Allocation: Randomized
Intervention Model: Parallel Assignment
Masking: Participant, Investigator
Primary Purpose: Treatment
Obsessive-Compulsive Disorder
  • Drug: dextro-amphetamine
    dextro-amphetamine dosage form: 15 mg capsules, in Bottles A and B. Dosage: One capsule from Bottle A and one capsule from bottle B each morning. Frequency: once daily. Duration: 5 weeks.
    Other Name: Dexedrine
  • Drug: Sham Comparison
    caffeine dosage form: capsules identical to those in dextro-amphetamine arm, but containing 200 mg caffeine in Bottle A and 100 mg caffeine in Bottle B. Frequency: once daily. Duration: 5 weeks
    Other Name: Caffeine, 300 mg/day
  • Experimental: d-amphetamine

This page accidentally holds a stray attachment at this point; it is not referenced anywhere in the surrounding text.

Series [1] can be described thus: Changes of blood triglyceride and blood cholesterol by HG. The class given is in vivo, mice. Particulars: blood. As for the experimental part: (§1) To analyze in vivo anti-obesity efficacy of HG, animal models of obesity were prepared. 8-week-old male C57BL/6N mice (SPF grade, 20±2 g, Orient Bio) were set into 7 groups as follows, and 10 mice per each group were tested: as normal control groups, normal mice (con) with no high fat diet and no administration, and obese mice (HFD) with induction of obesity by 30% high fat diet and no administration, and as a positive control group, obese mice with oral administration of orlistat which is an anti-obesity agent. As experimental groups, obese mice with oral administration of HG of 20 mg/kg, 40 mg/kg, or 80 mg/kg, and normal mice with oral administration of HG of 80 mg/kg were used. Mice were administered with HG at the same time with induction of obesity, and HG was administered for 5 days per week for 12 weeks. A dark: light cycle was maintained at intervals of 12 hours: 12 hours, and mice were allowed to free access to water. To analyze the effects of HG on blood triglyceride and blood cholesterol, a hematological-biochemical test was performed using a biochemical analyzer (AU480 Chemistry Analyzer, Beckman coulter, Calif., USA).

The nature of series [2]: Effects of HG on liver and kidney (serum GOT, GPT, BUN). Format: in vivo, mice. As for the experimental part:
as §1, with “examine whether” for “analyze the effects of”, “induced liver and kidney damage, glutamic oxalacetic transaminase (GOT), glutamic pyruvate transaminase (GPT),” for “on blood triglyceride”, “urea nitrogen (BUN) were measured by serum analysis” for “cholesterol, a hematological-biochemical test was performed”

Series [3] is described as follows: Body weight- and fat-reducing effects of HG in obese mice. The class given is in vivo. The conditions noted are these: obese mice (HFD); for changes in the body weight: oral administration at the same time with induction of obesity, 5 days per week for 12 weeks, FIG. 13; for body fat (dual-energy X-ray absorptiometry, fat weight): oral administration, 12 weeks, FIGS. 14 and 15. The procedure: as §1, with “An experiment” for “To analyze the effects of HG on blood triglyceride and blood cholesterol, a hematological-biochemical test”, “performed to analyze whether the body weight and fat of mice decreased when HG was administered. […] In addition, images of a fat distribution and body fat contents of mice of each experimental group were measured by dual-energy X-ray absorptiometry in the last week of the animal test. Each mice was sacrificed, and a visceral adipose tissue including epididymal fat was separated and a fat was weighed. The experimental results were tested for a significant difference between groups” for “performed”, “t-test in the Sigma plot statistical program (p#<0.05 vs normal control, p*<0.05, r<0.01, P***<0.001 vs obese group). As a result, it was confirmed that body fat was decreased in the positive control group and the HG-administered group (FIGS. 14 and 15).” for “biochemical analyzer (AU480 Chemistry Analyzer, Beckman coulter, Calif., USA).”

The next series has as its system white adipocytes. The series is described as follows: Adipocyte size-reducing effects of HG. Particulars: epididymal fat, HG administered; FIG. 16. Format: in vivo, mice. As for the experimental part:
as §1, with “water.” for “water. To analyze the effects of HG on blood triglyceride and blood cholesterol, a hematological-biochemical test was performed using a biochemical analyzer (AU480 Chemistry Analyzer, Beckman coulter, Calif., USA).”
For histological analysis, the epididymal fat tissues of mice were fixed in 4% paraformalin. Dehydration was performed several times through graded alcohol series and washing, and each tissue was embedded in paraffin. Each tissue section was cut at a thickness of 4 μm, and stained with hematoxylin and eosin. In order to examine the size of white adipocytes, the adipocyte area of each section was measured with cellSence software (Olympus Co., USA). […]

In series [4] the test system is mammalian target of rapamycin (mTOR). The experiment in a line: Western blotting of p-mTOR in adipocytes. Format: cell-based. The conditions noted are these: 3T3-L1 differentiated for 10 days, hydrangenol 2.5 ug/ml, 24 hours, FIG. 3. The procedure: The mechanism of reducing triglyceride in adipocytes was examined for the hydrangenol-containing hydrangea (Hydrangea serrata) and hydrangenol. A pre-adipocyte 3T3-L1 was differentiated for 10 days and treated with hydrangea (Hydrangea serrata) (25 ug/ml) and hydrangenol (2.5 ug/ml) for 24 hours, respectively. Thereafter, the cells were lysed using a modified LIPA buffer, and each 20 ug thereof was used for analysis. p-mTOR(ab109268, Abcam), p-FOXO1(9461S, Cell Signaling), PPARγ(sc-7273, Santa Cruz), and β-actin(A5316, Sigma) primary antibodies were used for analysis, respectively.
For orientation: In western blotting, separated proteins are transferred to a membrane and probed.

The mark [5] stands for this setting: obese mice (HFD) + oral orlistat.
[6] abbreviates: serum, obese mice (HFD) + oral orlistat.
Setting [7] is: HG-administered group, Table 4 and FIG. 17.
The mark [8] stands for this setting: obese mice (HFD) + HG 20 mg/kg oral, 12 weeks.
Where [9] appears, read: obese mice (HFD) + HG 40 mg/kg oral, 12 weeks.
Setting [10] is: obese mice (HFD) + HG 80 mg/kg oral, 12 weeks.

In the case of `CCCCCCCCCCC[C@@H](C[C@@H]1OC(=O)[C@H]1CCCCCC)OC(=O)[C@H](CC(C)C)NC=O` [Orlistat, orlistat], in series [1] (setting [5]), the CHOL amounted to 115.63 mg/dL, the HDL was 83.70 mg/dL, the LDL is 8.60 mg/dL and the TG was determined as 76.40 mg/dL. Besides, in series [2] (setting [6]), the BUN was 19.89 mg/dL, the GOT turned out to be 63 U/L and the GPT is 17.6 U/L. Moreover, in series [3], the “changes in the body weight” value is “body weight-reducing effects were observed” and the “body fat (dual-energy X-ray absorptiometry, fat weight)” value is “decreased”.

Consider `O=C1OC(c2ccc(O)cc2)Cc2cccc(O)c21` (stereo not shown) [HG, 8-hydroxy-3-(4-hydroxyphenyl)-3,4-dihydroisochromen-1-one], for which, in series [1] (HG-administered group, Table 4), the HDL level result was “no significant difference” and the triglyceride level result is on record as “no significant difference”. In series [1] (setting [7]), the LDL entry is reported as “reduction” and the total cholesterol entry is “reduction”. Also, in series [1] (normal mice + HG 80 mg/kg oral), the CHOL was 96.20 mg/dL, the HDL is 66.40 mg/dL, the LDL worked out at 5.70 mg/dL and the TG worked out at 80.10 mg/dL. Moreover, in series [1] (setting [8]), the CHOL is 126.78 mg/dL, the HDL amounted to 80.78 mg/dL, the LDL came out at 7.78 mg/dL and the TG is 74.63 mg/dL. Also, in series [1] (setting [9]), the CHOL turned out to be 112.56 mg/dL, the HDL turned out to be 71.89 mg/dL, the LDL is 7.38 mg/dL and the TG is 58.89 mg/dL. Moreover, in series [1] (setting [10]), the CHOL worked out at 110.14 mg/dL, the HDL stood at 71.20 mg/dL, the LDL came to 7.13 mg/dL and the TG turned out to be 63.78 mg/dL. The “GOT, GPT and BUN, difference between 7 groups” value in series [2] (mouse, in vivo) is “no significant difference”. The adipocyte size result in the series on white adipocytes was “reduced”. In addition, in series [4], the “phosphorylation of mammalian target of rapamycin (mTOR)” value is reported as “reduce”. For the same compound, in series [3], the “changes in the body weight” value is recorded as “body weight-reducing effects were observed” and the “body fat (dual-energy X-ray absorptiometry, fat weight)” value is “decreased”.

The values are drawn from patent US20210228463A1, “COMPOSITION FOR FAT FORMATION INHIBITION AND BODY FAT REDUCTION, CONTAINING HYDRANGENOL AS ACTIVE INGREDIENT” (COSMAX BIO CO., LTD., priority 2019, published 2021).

dextro-amphetamine capsules, 15 mg per capsule, in Bottles A and B, dose: one from Bottle A each morning and 1 from Bottle B each morning
    Intervention: Drug: dextro-amphetamine
  • Sham Comparator: Sham comparison
    caffeine in capsules identical to those containing d-amphetamine, with 200 mg of caffeine in Bottle A capsules, and 100 mg of caffeine in Bottle B capsules, dose was 1 capsule from Bottle A and 1 capsule from Bottle B each morning
    Intervention: Drug: Sham Comparison
Koran LM, Aboujaoude E, Gamel NN. Double-blind study of dextroamphetamine versus caffeine augmentation for treatment-resistant obsessive-compulsive disorder. J Clin Psychiatry. 2009 Nov;70(11):1530-5. doi: 10.4088/JCP.08m04605.

*   Includes publications given by the data provider as well as publications identified by ClinicalTrials.gov Identifier (NCT Number) in Medline.
 
Completed
24
March 2008
March 2008   (Final data collection date for primary outcome measure)

Inclusion Criteria: